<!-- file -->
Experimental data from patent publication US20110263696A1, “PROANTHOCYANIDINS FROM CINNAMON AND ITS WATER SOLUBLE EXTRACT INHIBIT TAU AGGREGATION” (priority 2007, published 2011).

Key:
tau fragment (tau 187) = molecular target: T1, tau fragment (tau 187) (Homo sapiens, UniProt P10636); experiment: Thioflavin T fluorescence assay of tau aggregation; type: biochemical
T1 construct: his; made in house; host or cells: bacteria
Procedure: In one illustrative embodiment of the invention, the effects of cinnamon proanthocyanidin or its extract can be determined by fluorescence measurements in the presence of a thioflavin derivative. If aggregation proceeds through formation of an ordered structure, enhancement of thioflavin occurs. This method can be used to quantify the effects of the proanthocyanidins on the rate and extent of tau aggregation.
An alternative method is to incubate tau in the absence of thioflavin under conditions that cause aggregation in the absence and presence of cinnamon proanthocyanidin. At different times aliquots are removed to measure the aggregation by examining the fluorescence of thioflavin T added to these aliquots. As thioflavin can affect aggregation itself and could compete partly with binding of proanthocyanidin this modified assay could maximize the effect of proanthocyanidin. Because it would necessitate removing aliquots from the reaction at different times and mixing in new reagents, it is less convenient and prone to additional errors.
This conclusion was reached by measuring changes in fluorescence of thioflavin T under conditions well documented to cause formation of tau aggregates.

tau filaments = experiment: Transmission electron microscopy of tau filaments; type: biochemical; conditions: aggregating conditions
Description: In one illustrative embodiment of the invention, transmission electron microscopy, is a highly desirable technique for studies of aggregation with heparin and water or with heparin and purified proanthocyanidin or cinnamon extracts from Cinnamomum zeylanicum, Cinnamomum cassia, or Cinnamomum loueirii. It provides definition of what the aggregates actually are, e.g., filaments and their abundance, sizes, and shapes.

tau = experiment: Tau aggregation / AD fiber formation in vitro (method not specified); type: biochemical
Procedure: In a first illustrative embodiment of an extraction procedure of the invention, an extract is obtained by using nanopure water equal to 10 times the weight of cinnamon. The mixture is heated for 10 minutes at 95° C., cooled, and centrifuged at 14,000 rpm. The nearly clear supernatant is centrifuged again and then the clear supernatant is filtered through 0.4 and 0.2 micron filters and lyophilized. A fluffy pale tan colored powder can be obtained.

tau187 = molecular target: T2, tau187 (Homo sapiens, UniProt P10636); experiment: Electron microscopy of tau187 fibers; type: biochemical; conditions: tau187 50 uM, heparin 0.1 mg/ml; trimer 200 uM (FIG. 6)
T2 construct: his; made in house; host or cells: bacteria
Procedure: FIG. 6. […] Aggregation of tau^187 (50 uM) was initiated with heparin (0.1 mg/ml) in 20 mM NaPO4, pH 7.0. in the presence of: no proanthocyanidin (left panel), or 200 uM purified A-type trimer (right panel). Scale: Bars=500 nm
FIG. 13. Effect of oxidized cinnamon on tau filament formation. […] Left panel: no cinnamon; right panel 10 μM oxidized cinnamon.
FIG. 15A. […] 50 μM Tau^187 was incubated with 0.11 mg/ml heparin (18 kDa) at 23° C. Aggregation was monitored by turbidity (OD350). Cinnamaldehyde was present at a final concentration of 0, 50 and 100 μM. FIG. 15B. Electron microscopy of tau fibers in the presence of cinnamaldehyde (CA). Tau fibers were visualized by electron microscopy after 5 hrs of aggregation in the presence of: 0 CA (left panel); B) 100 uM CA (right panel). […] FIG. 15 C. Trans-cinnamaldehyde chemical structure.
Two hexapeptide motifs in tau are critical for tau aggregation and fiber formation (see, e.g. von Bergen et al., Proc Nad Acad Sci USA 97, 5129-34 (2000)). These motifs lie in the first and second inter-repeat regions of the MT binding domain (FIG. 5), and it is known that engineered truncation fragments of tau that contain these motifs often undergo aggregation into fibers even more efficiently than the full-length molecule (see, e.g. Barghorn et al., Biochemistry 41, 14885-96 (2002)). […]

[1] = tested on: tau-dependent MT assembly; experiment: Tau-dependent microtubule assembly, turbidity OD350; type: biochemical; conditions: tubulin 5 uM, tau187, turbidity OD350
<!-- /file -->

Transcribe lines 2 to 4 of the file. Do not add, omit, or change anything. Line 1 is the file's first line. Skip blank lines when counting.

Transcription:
Key:
tau fragment (tau 187) = molecular target: T1, tau fragment (tau 187) (Homo sapiens, UniProt P10636); experiment: Thioflavin T fluorescence assay of tau aggregation; type: biochemical
T1 construct: his; made in house; host or cells: bacteria